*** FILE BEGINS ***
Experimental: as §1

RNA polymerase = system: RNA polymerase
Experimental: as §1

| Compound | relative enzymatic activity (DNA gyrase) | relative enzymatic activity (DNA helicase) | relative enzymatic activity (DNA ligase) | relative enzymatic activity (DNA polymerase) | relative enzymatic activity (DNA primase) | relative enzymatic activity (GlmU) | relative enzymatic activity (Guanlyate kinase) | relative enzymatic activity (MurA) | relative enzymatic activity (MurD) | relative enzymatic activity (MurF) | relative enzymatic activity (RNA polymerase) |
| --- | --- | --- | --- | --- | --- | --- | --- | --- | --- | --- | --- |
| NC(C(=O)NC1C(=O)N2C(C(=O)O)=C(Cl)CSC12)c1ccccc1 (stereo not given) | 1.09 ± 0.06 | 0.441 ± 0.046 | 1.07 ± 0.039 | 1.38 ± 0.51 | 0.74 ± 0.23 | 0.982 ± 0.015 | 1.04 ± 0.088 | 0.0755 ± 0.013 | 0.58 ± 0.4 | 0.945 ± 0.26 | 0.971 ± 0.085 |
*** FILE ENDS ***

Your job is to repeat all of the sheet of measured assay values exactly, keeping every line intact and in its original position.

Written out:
Experimental: as §1

RNA polymerase = system: RNA polymerase
Experimental: as §1

| Compound | relative enzymatic activity (DNA gyrase) | relative enzymatic activity (DNA helicase) | relative enzymatic activity (DNA ligase) | relative enzymatic activity (DNA polymerase) | relative enzymatic activity (DNA primase) | relative enzymatic activity (GlmU) | relative enzymatic activity (Guanlyate kinase) | relative enzymatic activity (MurA) | relative enzymatic activity (MurD) | relative enzymatic activity (MurF) | relative enzymatic activity (RNA polymerase) |
| --- | --- | --- | --- | --- | --- | --- | --- | --- | --- | --- | --- |
| NC(C(=O)NC1C(=O)N2C(C(=O)O)=C(Cl)CSC12)c1ccccc1 (stereo not given) | 1.09 ± 0.06 | 0.441 ± 0.046 | 1.07 ± 0.039 | 1.38 ± 0.51 | 0.74 ± 0.23 | 0.982 ± 0.015 | 1.04 ± 0.088 | 0.0755 ± 0.013 | 0.58 ± 0.4 | 0.945 ± 0.26 | 0.971 ± 0.085 |